Sometimes it’s personal preference. “Done-to-ers” want to be touched in treatment. Massage, needles, finger pressure, in water, out of water, bring it on… When there is no touch in treatment, even the light sting of a penetrating acupuncture needle, it’s as if there is nothing going on, or not much. Even pain may be welcomed. I was surprised as a reflexologist by the number of patients who would say, pleadingly (and perhaps somewhat creepily), “press really hard…hurt me…I can take it…”
Sometimes it goes beyond that. Very often, the people who prefer to be “done to” are extremely busy, whether in their lives or in their thoughts, and just do not have the mental and emotional space needed to be fully involved in their treatment. Giving feedback in-between treatments, being actively involved in monitoring their process, learning and following instructions (whether written or verbal) is something they just do not have time for. Their lifestyle doesn’t allow for it, and their headspace cannot make room for it. Can’t I just lie down and have you fix it? is the unspoken message.
By the same token, sometimes those who want to “do” want to maintain total control over the treatment situation, which is why it may be personal anathema for them to lie down on that table and have any kind of treatment, gentle, painful or weird (let’s face it, some forms of healing seem weird, just saying…). When I practiced reflexology many years ago I’d notice that there were those who would lie down and basically fall asleep after I’d been working for five minutes. Sometimes it was difficult to wake them up after the session. Then there were those who would ask if they could sit up so they could follow exactly what I was doing…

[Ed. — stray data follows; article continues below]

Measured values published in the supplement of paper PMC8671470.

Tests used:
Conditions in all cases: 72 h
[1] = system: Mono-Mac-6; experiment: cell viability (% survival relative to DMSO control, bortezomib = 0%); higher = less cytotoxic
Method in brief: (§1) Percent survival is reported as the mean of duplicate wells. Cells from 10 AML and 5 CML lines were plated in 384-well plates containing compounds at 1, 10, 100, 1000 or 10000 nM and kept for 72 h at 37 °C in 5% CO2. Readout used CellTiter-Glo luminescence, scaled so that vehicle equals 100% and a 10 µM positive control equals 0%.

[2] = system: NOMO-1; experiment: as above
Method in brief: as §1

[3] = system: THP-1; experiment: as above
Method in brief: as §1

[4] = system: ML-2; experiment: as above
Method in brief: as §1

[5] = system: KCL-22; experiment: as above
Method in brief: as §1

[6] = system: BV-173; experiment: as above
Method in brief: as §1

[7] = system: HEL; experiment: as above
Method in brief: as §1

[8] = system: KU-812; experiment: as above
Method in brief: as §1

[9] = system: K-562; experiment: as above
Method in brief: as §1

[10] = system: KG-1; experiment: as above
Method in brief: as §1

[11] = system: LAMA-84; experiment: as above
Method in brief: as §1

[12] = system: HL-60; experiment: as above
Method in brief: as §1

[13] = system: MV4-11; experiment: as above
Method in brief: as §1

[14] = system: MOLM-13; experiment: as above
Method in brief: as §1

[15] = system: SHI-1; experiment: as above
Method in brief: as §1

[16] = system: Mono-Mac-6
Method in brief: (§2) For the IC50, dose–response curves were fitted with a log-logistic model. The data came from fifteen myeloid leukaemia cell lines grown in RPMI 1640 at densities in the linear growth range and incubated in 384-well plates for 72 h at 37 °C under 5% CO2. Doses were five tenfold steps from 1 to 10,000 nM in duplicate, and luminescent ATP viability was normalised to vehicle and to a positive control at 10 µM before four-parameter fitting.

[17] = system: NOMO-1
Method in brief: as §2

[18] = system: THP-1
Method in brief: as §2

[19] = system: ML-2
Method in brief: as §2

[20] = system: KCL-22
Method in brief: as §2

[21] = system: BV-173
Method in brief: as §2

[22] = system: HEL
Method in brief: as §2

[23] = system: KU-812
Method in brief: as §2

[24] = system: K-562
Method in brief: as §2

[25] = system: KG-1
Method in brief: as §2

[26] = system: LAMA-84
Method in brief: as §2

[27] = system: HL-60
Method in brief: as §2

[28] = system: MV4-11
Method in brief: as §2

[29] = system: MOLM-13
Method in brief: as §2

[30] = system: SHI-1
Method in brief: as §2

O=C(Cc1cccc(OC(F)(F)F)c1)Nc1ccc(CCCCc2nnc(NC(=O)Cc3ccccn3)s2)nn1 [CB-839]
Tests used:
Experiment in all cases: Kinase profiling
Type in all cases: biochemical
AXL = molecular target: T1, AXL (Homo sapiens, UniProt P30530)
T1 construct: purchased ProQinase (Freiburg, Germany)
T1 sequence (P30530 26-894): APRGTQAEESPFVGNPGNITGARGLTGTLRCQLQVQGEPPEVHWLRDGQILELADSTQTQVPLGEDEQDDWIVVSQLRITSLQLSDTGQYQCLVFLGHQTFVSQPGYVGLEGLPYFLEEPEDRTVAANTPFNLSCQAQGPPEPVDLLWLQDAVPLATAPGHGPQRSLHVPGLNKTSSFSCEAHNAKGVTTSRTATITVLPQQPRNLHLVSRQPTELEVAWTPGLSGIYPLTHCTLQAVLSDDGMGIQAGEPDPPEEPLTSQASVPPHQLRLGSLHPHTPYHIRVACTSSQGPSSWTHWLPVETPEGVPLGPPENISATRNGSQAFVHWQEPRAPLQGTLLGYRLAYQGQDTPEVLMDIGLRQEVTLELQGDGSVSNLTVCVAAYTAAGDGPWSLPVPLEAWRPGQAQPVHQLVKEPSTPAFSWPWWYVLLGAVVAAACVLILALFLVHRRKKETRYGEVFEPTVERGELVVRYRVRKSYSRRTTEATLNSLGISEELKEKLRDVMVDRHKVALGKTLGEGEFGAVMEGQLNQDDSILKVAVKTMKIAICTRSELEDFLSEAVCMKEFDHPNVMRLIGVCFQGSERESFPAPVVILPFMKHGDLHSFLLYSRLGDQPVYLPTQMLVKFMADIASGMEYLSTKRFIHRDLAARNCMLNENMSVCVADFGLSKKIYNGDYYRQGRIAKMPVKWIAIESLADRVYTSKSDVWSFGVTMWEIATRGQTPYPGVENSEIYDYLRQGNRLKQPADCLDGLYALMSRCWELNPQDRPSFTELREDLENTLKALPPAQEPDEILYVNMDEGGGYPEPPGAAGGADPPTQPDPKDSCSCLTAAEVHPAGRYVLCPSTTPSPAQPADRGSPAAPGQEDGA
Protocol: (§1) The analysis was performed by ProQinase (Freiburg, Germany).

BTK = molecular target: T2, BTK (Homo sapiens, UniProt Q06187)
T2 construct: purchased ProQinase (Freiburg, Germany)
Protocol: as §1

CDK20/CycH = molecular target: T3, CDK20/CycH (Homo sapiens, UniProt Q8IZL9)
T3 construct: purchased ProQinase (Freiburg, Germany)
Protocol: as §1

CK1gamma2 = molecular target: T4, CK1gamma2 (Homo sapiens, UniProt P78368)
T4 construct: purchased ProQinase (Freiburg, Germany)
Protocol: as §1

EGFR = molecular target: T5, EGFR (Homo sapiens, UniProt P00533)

Sometimes it can be a good experience to try the thing you are not into. It can be good for the “do-er” to deliberately relinquish control and consciously lie down on that table in the spirit of trying something new which may be helpful. It can be a very positive process for members of the “done-to” preference to go for treatment where they must be more actively involved and follow through. But if you don’t understand up-front which group you belong to, you won’t be able to get the most out of the experience.
Homeopathy really is for patients who are willing and able to “do” – or in the case of infants and children, dementia patients or those who happen to be comatose during treatment, who have those willing to “do” for them. Those who come expecting to be “done-to” in some way will usually be disappointed. But those who know which group they belong to and understand that this will be more challenging for them are already in a better position to achieve good results from homoeopathy.